For further information regarding Fountain Art Fair click here

Volta

Carmichael Gallery from Culver City, CA will be exhibiting new works by Aakash Nihalani.

Aakash Nihalani (photo © Jaime Rojo)

For further information regarding Volta Art Fair click here

Scope

The Corey Helford Gallery from Culver City, CA will be exhibiting works by D*Face, Ron English and Risk at Scope.

D*Face in Los Angeles for LAFreeWalls Project (photo © Jaime Rojo)

Ron English in Miami for Wynwood Walls (photo © Jaime Rojo)

White Walls Gallery from San Francisco will be exhibiting works by Blek le Rat at Scope.

Blek le Rat in Los Angeles (photo © Jaime Rojo)

For further information regarding Scope Art Fair click here

Also happening this Weekend:

Lisa Enxing at Le Salon d’ Art For more information about this show click here

Ambush Gallery in Sydney, Australia presents “Project 5, Volume 4”. For more information about this show click here

Don’t miss “Beat Nite” happening this Saturday in dirty Bushwick and presented by Norte Maar. For more information about this event click here

“Hyper/Hypo” group show at Secret Project Robot opens this Saturday. For more information about this show click here

OBLVN solo show “100 Paintings” opens this Saturday at the Klughaus Gallery. For more information about this show click here

Jef Aerosol new solo show “Hot Spots” opens this Saturday at Galerie Austral in Saint-Denis, France. For more information about this show click here

 

Amsterdam based Street Artist Ives.One

A nice stop motion piece made with Arden de Raaij:

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“F*ck Art” Opens Wide at Museum Of Sex (Not Safe for Work / School)

Be Sure to Ride the 14 Foot Long “F*ck Bike”

“F*ck Art”, an undulating and adventurous group show by New York Street Artists opens its arms and legs to you at the Museum of Sex (MoSex) tomorrow and whether it’s the human powered penetrating bicycle or the glass bead encrusted dildo, it endeavors to satisfy.

Miss Van. Detail. Oil on Canvas (photo © Jaime Rojo)

Co-curated by Emilie Baltz (Creative Director) and Mark Snyder (Director of Exhibitions), the show selects 20 current Street Artists who have pushed notions of propriety into provocation on the street and it invites them to let it loose behind closed doors.  Not that Miss Van needs anyone’s permission; her sensual role-playing painted ladies have been playfully preening on graff-piled walls and blue-boarded construction sites for much of the 2000s.  Similarly the powerfully stenciled sirens by Street Artist AIKO have been bending over in high heels on walls all over the world with just a hint of the geishas from her native Japan for over a decade.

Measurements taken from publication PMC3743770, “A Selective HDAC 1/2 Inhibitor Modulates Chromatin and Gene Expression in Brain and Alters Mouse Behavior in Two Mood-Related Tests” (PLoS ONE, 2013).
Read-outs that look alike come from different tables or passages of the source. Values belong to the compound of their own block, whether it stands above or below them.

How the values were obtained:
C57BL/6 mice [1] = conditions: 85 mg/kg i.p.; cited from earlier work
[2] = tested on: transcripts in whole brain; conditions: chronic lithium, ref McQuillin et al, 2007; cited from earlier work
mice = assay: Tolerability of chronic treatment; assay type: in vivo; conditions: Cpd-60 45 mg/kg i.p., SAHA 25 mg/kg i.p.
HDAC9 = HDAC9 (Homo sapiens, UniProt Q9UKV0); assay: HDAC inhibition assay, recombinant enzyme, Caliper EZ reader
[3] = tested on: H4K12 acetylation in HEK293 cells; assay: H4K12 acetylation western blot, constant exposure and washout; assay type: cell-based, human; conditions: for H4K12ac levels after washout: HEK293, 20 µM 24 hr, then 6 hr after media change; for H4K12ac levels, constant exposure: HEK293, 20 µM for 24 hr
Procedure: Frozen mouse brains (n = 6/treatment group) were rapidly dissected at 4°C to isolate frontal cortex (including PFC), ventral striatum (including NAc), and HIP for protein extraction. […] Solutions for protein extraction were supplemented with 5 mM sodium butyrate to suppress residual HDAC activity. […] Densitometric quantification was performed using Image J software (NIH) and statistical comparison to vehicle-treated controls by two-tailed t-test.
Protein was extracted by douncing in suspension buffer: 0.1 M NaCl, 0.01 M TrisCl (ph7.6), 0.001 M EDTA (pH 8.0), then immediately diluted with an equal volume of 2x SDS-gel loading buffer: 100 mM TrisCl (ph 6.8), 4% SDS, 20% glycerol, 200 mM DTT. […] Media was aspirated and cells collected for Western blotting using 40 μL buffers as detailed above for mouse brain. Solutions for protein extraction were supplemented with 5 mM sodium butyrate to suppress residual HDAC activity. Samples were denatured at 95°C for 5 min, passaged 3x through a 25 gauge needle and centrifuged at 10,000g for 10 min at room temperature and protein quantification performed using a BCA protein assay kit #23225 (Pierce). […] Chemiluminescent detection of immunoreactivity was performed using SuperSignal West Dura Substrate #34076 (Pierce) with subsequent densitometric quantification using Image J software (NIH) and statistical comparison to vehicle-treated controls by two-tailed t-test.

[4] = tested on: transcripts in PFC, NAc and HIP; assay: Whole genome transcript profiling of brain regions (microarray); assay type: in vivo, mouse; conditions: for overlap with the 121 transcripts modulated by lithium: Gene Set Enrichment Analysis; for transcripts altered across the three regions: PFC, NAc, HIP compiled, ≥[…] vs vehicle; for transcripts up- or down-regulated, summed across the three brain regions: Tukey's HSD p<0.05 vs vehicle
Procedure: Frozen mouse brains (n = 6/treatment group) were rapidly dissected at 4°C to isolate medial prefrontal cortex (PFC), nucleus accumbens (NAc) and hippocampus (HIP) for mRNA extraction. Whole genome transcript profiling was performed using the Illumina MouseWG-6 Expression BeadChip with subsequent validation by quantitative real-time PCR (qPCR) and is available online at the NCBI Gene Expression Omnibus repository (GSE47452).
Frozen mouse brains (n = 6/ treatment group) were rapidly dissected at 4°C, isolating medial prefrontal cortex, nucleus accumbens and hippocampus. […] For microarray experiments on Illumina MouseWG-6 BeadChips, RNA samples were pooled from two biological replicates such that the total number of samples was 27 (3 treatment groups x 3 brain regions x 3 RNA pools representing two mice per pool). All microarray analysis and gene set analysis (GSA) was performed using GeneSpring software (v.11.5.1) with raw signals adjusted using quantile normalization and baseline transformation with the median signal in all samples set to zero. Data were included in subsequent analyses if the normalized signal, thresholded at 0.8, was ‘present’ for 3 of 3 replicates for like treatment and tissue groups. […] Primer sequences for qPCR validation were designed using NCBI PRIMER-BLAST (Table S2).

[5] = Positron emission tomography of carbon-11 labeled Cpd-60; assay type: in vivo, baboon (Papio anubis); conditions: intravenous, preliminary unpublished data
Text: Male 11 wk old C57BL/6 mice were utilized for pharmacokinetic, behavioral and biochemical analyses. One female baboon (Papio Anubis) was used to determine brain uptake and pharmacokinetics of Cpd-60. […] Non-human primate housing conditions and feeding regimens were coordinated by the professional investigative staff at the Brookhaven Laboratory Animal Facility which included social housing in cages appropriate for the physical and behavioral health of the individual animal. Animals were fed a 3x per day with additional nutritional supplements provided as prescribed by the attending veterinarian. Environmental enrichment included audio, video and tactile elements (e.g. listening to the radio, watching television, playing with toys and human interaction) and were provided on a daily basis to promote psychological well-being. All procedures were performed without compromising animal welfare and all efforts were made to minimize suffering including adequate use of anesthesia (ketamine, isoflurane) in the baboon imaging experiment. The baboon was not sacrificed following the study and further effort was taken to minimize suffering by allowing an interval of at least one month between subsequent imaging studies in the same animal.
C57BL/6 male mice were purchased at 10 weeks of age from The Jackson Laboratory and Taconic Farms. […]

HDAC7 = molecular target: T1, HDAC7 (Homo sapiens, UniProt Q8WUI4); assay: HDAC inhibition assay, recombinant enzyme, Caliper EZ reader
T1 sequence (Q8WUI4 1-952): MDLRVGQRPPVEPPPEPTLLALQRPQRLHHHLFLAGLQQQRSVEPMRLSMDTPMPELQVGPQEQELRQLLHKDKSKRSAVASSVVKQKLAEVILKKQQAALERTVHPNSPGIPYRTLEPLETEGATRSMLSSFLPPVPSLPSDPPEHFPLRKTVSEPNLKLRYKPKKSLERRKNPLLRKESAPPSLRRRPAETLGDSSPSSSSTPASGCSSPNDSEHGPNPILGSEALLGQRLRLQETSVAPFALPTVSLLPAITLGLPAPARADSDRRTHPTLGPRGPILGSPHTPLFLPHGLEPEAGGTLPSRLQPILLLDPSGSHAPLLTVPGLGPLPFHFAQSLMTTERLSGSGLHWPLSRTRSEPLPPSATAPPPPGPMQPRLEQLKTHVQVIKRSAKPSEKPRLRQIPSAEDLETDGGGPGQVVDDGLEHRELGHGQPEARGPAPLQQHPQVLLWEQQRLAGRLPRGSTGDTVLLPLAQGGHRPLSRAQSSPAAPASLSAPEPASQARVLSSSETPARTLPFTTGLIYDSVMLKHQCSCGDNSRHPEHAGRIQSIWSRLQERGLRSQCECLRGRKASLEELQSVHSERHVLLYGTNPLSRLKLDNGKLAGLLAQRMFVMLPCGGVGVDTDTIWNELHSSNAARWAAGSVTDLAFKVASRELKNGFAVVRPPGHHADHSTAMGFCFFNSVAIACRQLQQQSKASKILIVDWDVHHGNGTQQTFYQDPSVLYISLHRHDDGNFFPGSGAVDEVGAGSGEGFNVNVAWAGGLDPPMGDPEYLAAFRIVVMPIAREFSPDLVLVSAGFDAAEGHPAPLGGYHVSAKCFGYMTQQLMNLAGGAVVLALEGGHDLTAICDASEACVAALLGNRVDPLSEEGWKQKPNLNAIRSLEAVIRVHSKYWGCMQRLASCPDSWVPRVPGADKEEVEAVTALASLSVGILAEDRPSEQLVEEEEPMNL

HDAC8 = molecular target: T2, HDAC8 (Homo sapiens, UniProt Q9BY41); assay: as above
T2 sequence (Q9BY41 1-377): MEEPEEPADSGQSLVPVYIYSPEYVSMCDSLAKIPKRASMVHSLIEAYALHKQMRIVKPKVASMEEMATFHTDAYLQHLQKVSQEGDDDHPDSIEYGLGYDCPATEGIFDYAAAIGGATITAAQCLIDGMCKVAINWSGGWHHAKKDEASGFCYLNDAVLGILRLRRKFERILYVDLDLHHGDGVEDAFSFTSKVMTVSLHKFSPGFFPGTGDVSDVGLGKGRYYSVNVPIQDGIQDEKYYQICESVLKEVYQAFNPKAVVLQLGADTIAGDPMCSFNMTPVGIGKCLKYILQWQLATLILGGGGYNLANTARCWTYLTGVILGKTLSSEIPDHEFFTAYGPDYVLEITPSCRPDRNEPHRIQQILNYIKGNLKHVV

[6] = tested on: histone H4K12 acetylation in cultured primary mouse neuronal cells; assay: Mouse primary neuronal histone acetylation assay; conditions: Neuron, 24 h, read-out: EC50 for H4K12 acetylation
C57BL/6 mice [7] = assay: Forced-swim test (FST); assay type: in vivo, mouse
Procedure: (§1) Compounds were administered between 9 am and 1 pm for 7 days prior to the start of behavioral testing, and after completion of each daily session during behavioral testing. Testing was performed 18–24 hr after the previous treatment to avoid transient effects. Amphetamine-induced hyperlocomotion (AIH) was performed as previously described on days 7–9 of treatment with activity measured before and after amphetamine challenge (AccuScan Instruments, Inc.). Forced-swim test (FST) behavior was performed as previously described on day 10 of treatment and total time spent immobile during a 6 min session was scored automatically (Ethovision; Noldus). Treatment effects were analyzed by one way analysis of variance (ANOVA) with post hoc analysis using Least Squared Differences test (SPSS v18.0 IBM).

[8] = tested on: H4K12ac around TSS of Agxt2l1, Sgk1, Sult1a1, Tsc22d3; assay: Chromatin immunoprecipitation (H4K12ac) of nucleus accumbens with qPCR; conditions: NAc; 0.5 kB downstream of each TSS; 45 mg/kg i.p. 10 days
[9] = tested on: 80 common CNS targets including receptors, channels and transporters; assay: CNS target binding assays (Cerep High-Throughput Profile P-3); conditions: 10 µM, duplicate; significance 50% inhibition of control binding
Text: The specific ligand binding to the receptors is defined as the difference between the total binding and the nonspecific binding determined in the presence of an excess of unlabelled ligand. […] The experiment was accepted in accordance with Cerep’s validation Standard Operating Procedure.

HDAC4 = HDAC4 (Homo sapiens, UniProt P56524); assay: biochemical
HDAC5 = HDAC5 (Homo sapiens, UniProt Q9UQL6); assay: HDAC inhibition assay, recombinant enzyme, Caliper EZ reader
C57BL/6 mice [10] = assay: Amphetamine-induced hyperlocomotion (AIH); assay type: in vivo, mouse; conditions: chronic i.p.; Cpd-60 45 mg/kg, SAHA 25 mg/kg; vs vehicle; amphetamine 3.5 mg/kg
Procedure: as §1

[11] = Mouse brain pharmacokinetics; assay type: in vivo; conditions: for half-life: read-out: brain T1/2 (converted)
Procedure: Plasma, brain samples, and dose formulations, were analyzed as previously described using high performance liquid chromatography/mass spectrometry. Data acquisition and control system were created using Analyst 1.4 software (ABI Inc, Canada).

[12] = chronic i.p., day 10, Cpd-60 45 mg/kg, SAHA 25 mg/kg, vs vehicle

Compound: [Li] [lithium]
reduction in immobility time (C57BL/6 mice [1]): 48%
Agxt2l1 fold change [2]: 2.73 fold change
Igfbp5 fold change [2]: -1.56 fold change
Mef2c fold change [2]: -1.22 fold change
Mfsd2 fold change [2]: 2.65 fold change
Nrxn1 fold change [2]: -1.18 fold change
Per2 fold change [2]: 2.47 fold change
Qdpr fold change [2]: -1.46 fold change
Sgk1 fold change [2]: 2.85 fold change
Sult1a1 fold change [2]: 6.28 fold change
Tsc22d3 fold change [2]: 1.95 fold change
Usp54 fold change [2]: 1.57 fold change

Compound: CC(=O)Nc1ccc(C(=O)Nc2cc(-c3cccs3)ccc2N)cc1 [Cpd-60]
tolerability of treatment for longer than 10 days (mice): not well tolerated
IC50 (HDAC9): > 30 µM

Aiko. Detail. Collage on canvas. (photo © Jaime Rojo).

The “Fuck Bike #001”, a pedal operated plunging machine by William Thomas Porter and Andrew H. Shirley, has at its conceptual base an ode to the lengths a guy will go to reach his natural objective. The two artist met at a Black Label Bike Club event called “Ridin’ Dirty” in 2010 and later schemed together to make an entry for a bike-themed group show in Bushwick, Brooklyn that featured many Street Artists like DarkClouds, Ellis G., UFO, Noah Sparkes and Mikey 907. “I approached Tom with the idea of creating a kinetic bike sculpture which you could f*ck someone with,” remembers Mr. Shirley, “Tom is a very gifted artist and bike engineer, it took a few days for him to build our design.”

Andrew H Shirley and William Thomas Porter “Fuck Bike #001” (photo © Jaime Rojo)

Visitors to the show are invited to mount the bike and take it for a spin. “This bike is more sculpture oriented, but still functions sexually. It’s also totally interactive,” explains Mr. Shirley, who has displayed the bike in cities in Europe and America, most recently at Art Basel in Miami in December. So the bike has gotten around and Shirley happily recounts stories of intimate encounters it has had with both genders. (See the very Not-Safe-For-Work film of the bike in action below.)